Almodóvar is Back with PAIN AND GLORY

Banderas is in fine form as an aging filmmaker in the new release from the Spanish director

As a director, Pedro Almodóvar has never been afraid to inject elements of his life story or his personality into his work; in my favorite of his films, Women on the Verge of a Nervous Breakdown, he even appears in a small role. Pain and Glory, which reteams actor Antonio Banderas with the director, goes even farther into his personal life (although it’s not a direct parallel). Banderas plays aging filmmaker Salvador, beleaguered with constant pain and dwelling in his memories as a manner of coping.

Penelope Cruz, another Almodóvar mainstay, appears as young Salvador’s mother. The older Salvador often calls her to mind as he thinks on his own mortality. His pain is overwhelming enough that he hasn’t been able to film anything in years, although he has a number of drafts in various stages on his computer.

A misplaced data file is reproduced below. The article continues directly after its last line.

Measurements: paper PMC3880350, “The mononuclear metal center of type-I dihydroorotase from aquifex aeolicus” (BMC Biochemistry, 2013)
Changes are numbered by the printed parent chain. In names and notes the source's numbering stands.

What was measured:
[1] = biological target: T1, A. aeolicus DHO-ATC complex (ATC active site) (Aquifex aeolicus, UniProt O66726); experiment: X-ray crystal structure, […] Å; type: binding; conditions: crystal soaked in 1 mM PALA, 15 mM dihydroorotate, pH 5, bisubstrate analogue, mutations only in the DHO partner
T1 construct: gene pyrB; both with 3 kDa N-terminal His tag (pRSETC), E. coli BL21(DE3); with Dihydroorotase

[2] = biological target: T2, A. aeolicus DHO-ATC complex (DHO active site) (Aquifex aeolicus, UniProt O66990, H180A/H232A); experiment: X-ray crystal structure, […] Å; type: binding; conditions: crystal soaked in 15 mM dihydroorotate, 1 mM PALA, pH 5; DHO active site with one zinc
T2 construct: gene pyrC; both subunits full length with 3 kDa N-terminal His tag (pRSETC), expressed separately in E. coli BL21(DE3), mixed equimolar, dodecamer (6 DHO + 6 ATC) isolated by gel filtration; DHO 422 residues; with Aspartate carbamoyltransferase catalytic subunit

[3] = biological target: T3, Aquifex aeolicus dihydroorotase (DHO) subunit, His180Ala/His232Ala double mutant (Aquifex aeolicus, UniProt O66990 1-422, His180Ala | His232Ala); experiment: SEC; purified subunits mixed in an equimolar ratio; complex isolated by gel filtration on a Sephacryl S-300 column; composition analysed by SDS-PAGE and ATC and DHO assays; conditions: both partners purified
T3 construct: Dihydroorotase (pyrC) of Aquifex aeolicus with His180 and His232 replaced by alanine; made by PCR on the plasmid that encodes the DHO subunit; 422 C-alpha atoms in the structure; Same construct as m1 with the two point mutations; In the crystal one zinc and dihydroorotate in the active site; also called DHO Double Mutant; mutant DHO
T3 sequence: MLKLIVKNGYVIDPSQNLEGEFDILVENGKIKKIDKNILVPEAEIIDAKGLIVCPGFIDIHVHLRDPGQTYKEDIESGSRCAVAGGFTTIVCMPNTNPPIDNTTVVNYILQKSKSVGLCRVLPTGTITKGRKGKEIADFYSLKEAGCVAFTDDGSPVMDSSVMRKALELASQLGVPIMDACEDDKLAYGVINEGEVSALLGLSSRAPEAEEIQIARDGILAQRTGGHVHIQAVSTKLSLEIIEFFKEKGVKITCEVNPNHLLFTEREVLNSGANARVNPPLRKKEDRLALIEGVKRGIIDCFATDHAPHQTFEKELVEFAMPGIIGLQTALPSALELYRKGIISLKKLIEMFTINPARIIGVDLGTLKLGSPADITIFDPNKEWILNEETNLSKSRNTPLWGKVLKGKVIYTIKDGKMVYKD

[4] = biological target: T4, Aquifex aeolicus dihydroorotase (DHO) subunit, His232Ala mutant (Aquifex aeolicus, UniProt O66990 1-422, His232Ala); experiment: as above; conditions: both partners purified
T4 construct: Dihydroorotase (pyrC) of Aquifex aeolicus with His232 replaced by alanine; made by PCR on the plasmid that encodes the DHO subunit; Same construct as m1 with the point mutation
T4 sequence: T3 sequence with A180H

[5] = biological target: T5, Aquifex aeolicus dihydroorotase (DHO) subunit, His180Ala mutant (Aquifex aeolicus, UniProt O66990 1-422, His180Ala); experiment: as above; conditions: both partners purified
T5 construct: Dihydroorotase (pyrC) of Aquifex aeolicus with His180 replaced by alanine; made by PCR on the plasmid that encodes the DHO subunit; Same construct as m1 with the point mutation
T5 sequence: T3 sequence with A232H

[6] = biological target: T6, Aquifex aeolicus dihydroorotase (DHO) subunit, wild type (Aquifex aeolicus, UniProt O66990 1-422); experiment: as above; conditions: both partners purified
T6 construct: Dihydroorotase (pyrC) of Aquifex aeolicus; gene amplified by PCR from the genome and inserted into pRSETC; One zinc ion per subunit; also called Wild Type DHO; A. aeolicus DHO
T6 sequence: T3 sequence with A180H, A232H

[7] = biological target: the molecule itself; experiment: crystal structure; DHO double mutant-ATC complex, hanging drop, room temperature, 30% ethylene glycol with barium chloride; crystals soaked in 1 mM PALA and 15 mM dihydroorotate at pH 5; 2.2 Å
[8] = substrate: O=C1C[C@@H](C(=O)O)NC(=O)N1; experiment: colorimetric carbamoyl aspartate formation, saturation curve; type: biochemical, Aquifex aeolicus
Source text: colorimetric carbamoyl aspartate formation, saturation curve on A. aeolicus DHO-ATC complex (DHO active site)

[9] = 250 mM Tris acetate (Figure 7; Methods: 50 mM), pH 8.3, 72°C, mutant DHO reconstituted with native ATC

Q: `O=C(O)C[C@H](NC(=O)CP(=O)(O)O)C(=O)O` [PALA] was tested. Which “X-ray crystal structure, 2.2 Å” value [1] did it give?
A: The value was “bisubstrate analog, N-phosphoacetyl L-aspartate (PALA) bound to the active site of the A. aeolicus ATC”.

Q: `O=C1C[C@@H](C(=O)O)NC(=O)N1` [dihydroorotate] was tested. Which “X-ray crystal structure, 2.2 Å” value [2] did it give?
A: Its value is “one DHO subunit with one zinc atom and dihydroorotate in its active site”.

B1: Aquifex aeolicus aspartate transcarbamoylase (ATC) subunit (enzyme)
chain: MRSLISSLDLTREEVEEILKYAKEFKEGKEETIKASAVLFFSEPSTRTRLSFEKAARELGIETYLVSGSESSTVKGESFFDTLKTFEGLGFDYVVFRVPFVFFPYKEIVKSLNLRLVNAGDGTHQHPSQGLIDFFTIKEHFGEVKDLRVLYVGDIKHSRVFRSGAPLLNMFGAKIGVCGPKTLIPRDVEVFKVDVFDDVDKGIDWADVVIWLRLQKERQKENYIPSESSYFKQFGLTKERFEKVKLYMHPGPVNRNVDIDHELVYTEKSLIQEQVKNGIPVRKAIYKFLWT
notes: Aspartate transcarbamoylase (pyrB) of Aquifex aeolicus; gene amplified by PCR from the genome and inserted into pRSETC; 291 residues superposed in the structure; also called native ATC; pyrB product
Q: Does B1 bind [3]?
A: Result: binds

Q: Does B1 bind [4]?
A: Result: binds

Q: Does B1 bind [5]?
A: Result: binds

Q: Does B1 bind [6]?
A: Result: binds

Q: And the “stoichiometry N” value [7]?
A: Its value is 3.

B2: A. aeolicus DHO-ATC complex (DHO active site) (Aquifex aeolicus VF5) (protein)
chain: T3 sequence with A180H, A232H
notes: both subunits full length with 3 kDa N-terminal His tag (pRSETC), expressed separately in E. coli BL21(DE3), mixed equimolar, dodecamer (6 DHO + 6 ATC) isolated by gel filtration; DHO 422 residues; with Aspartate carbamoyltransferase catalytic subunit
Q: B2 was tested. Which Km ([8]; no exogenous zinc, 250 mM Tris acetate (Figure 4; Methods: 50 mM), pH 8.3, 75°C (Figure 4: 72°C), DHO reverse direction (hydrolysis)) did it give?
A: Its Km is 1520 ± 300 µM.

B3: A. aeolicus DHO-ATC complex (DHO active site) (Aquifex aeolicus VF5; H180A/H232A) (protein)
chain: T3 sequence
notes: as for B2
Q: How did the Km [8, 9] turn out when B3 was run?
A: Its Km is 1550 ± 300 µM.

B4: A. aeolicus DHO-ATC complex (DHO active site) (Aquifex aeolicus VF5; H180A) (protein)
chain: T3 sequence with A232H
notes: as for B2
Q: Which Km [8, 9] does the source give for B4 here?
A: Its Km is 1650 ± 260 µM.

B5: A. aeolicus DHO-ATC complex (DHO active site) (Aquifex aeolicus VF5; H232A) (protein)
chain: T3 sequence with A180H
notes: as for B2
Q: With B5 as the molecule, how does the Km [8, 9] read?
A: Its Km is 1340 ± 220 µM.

As Salvador narrates his tale, his current timeline — the halted career, his loneliness, an experimentation with heroin brought on by a reunion with an actor from his first film — intermingle with scenes from his childhood. As in other of his works, Almodóvar doesn’t shy from showing us a play within a movie, or even a movie within a movie, if you will.

Banderas is ferocious in his portrayal of Salvador, diving into the extremes of the character in one of the best performances of the year. There are layers of emotion in his soulful eyes, whether he is catching up with a former romantic partner or joking around with Alberto (Asier Etxeandia).

In the later half of the film, in its most authentic moments, Salvador thinks of the more recent past, when his mother (Julieta Serrano, who in a lovely twist played Banderas’ mother in Women on the Verge) spent time with him. He (and Almodóvar) refers to his movies as “autofiction,” as mom Jacinta tells him the neighbors never liked the versions of themselves that appeared in his films.

Pain and Glory delivers emotionally resonant scenes amidst moments of silliness, and it all works. There aren’t many weak spots to this film — from the casting to the set design to the story being told. It all adds up to make the hopeful ending that much more satisfying.

Pain and Glory is currently playing in theaters.

Previous post Austin Jewish Film Festival 2019: PICTURE OF HIS LIFE
Next post THE BLOB Absorbs Anew on Scream Factory Blu-ray